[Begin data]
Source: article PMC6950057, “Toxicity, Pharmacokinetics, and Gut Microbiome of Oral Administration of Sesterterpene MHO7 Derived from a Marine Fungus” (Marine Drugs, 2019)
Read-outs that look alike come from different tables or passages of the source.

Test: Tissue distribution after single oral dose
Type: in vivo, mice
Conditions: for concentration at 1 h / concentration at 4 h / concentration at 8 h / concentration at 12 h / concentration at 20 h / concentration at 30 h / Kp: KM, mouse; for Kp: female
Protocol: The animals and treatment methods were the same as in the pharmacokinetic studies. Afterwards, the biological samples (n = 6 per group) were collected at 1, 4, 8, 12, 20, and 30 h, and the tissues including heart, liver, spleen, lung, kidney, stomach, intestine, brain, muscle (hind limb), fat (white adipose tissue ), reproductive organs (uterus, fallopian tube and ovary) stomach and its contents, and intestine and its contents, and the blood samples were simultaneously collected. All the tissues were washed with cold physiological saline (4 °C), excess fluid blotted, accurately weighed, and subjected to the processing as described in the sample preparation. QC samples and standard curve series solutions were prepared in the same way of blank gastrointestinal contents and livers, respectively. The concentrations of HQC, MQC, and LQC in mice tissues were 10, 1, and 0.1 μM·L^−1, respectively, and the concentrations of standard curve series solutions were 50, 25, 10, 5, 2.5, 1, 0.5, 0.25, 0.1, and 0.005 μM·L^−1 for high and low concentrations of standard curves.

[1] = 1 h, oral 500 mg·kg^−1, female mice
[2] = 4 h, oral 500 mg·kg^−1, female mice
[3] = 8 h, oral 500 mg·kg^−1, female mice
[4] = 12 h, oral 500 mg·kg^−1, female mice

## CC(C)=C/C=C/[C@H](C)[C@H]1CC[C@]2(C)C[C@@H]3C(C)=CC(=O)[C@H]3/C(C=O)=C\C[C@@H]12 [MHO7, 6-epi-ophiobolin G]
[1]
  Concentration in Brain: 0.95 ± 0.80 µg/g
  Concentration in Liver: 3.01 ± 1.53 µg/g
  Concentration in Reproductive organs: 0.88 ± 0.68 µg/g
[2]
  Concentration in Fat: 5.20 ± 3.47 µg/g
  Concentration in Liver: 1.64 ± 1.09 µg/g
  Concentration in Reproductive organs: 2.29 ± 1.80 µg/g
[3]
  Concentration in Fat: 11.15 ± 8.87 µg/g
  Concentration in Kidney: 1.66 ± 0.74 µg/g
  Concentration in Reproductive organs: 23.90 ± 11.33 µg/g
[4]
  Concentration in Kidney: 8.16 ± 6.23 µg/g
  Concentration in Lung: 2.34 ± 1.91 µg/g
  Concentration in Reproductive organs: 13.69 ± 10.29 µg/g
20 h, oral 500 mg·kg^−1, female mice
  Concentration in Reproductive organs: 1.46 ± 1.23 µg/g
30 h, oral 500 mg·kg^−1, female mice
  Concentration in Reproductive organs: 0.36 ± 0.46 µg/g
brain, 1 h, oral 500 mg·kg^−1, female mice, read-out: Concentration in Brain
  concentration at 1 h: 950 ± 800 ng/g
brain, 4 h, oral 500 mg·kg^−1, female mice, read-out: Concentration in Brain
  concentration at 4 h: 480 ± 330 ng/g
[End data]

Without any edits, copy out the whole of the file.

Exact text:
Source: article PMC6950057, “Toxicity, Pharmacokinetics, and Gut Microbiome of Oral Administration of Sesterterpene MHO7 Derived from a Marine Fungus” (Marine Drugs, 2019)
Read-outs that look alike come from different tables or passages of the source.

Test: Tissue distribution after single oral dose
Type: in vivo, mice
Conditions: for concentration at 1 h / concentration at 4 h / concentration at 8 h / concentration at 12 h / concentration at 20 h / concentration at 30 h / Kp: KM, mouse; for Kp: female
Protocol: The animals and treatment methods were the same as in the pharmacokinetic studies. Afterwards, the biological samples (n = 6 per group) were collected at 1, 4, 8, 12, 20, and 30 h, and the tissues including heart, liver, spleen, lung, kidney, stomach, intestine, brain, muscle (hind limb), fat (white adipose tissue ), reproductive organs (uterus, fallopian tube and ovary) stomach and its contents, and intestine and its contents, and the blood samples were simultaneously collected. All the tissues were washed with cold physiological saline (4 °C), excess fluid blotted, accurately weighed, and subjected to the processing as described in the sample preparation. QC samples and standard curve series solutions were prepared in the same way of blank gastrointestinal contents and livers, respectively. The concentrations of HQC, MQC, and LQC in mice tissues were 10, 1, and 0.1 μM·L^−1, respectively, and the concentrations of standard curve series solutions were 50, 25, 10, 5, 2.5, 1, 0.5, 0.25, 0.1, and 0.005 μM·L^−1 for high and low concentrations of standard curves.

[1] = 1 h, oral 500 mg·kg^−1, female mice
[2] = 4 h, oral 500 mg·kg^−1, female mice
[3] = 8 h, oral 500 mg·kg^−1, female mice
[4] = 12 h, oral 500 mg·kg^−1, female mice

## CC(C)=C/C=C/[C@H](C)[C@H]1CC[C@]2(C)C[C@@H]3C(C)=CC(=O)[C@H]3/C(C=O)=C\C[C@@H]12 [MHO7, 6-epi-ophiobolin G]
[1]
  Concentration in Brain: 0.95 ± 0.80 µg/g
  Concentration in Liver: 3.01 ± 1.53 µg/g
  Concentration in Reproductive organs: 0.88 ± 0.68 µg/g
[2]
  Concentration in Fat: 5.20 ± 3.47 µg/g
  Concentration in Liver: 1.64 ± 1.09 µg/g
  Concentration in Reproductive organs: 2.29 ± 1.80 µg/g
[3]
  Concentration in Fat: 11.15 ± 8.87 µg/g
  Concentration in Kidney: 1.66 ± 0.74 µg/g
  Concentration in Reproductive organs: 23.90 ± 11.33 µg/g
[4]
  Concentration in Kidney: 8.16 ± 6.23 µg/g
  Concentration in Lung: 2.34 ± 1.91 µg/g
  Concentration in Reproductive organs: 13.69 ± 10.29 µg/g
20 h, oral 500 mg·kg^−1, female mice
  Concentration in Reproductive organs: 1.46 ± 1.23 µg/g
30 h, oral 500 mg·kg^−1, female mice
  Concentration in Reproductive organs: 0.36 ± 0.46 µg/g
brain, 1 h, oral 500 mg·kg^−1, female mice, read-out: Concentration in Brain
  concentration at 1 h: 950 ± 800 ng/g
brain, 4 h, oral 500 mg·kg^−1, female mice, read-out: Concentration in Brain
  concentration at 4 h: 480 ± 330 ng/g